“I loved Mr. Sallinger's book. It's time we considered new uses for male scum, the unemployed, immigrants and all the other people we don't like—and I have to say they taste quite nice and leave more vegetables for feeding the animals.”
Often called "a new dietary environmentalism for the 21st century" in progressive health periodicals and academic journals worldwide, cannibalism promises to do for vegetables what veganism did for domesticated animals.
Peter Sallinger, renowned expert and author of Animal Liberation Through Human Marination shares the compelling logic for cuisine a la cousin in this Uncyclomedia Exclusive interview.
UN: What's the motivating factor in promoting a diet that flies in the face of such deeply entrenched cultural mores?
Sallinger: When the amount of arable land that exists is already overutilized? No. For that matter, it's shrinking every year by environmental pollutants, climate changes, and our dependence on and misuse of fertilizers.
UN: But why cannibalism?
Sallinger: Ah, but why not cannibalism? Look around you. Tell me, how can famine exist on a planet overrun by meat? We're everywhere. We're practically tripping over each other. It takes me 3 hours commute time to get to work and back every day because our cities are crawling with people. Meanwhile, we're demolishing entire neighbourhoods of traditional single family detached homes to construct high-density, high-rise buildings. Why? We've run out of surface area! We're stacking people in apartments like groceries in the pantry. What are we waiting for, more guests to arrive? It's time to pull a few of those morsels off the shelf and get the oven on.
UN: Who decides whether I'm at the table, or on it?
Sallinger: This is a question already answered by Darwin, though the judicial system will probably also wish to chime in once the natural order is closer to being implemented. I am merely an ecologist with a college minor in gastronomy. What I will tell you is that cannibalism does more to solve the crises of famine and overpopulation in one fell swoop than any other solutions that have been brought to the table, if you'll forgive the expression.
UN: Are people nutritious?
Sallinger: Bipedal livestock is as nutritious as any cow, pig or chicken. Perhaps moreso, given the high grade of feed that they have access to. Naturally, there is some continuum of quality across the species depending on regional diet, health habits, and the nature of the breeding stock itself.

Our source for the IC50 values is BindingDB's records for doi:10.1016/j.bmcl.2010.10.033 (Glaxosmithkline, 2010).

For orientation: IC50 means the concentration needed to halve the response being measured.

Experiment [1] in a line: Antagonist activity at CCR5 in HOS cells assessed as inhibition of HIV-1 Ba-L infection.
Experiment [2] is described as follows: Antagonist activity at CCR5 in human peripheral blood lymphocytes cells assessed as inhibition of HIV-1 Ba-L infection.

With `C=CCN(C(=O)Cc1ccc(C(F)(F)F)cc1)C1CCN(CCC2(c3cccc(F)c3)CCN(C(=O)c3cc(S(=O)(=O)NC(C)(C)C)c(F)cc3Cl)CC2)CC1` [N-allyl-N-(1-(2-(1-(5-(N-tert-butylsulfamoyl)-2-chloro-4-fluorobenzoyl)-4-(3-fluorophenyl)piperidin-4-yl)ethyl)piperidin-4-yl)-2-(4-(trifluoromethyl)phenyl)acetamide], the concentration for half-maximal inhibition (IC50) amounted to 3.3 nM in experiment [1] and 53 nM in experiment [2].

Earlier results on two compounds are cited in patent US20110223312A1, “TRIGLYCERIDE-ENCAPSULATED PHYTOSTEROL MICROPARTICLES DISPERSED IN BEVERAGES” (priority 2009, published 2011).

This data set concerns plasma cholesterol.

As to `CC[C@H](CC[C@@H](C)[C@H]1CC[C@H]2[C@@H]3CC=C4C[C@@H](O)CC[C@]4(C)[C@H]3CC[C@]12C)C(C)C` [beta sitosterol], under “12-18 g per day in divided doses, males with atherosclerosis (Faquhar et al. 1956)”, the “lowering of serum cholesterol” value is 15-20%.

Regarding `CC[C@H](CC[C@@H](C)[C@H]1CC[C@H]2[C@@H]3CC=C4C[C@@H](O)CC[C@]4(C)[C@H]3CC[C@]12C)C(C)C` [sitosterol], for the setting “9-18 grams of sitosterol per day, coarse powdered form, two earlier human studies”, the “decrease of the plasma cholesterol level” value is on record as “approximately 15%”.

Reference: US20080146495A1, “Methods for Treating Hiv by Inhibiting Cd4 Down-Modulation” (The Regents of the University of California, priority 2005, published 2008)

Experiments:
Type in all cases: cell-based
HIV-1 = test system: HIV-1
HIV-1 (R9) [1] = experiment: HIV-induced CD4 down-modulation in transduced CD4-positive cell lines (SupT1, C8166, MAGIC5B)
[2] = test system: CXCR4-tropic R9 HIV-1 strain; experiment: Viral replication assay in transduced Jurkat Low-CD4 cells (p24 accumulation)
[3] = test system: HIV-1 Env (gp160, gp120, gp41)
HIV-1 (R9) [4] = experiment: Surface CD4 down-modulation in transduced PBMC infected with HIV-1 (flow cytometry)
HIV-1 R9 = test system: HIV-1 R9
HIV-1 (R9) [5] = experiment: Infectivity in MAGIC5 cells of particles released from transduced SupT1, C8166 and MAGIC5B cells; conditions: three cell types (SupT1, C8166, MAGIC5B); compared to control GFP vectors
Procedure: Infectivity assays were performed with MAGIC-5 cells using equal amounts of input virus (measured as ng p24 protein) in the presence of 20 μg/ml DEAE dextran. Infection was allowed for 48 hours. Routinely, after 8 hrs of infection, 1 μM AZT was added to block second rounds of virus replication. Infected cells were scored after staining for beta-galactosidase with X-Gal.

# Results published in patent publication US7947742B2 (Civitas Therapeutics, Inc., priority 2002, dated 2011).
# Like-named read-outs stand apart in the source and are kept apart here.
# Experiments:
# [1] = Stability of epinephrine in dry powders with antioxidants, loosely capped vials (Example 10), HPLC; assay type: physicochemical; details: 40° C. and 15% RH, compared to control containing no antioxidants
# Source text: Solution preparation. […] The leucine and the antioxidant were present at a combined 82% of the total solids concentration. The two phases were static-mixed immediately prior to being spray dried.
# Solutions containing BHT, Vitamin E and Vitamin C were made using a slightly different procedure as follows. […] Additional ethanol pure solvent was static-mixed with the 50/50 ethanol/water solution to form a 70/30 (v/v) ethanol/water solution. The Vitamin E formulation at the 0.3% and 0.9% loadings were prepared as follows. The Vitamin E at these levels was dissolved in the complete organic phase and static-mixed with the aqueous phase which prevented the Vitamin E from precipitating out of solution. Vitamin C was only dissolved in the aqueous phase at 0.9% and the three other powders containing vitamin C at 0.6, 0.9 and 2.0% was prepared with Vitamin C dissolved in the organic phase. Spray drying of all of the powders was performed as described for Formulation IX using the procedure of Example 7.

Sallinger: Don't interrupt. Acceptance of a lifestyle change of this magnitude entails the use of certain euphemisms. It is important to make clear distinction between yourself and your food. Names completely undermine the foundation that the system rests upon.
UN: So it's not my Uncle Frank, it's—?
Sallinger: Sunday dinner. Brunch. Whatever you've got a hankering for.
UN: Can you honestly imagine eating your cousin Bernice?
Sallinger: I don't have a cousin named Bernice. He's called Bertrand, actually. Or he was. I've taken to calling him "Memorial Day Feast plus leftovers." Usually just "MDF" for short. But to answer your question, can anyone honestly imagine the sensation of flying in an airplane until they actually do it? No. Like any experience, it must be approached with an open mind, tried, and reflected upon.
UN: How do you cook a person?
Sallinger: Now, see, you're doing it again. Language, my good man. Semantics! It really is everything.
UN: Sorry, I'll rephrase. How do you cook bipedal livestock?
Sallinger: Got plans for dinner?
UN: Thanks, but I'm not very hungry.
Sallinger: You're quite a dish — did you know that? Pardon my forwardness, but my breath quickens and my mouth salivates at the mere sight of you. The scent of your sweaty brow is a bouquet for my nostrils to partake. Are those leather shoes?
UN: I beg your pardon?
Sallinger: Leather. It's wonderful. So many people wrap themselves in man-made coverings these days. It's a crime, really. Nylon, polyester, vinyl and plastic. It positively chokes the human skin. Spoils the flavour, it does...
UN: I'm afraid that's all we've got time for today.
Sallinger:...but feet wrapped in a tanned hide, a nice cotton shirt and trouser set, perhaps a wool jacket on top... now there's a natural way to preserve the juicy bits underneath.
Sallinger: Oh, do sit down. You'll be delightful. A light olive oil, some finely chopped rosemary leaves, a few cloves of garlic, fresh milk, ground polenta, real creamery butter, a dash of raspberry jam, and let's not forget the fava beans. Perhaps a nice Chianti to make it sing. You'll be an absolute showstopper, I promise. It's a pity Idi Amin passed away. He always loved to savour a long chew on tender bits of meat like you. And the stories he would tell? I've never had better dining conversation. Now, come along then...
UN: JESUS CHRIST!
- (The sound of scraping chairs, overturned desks and toppled shelves follow.)
Producer: CUT TO COMMERCIAL.
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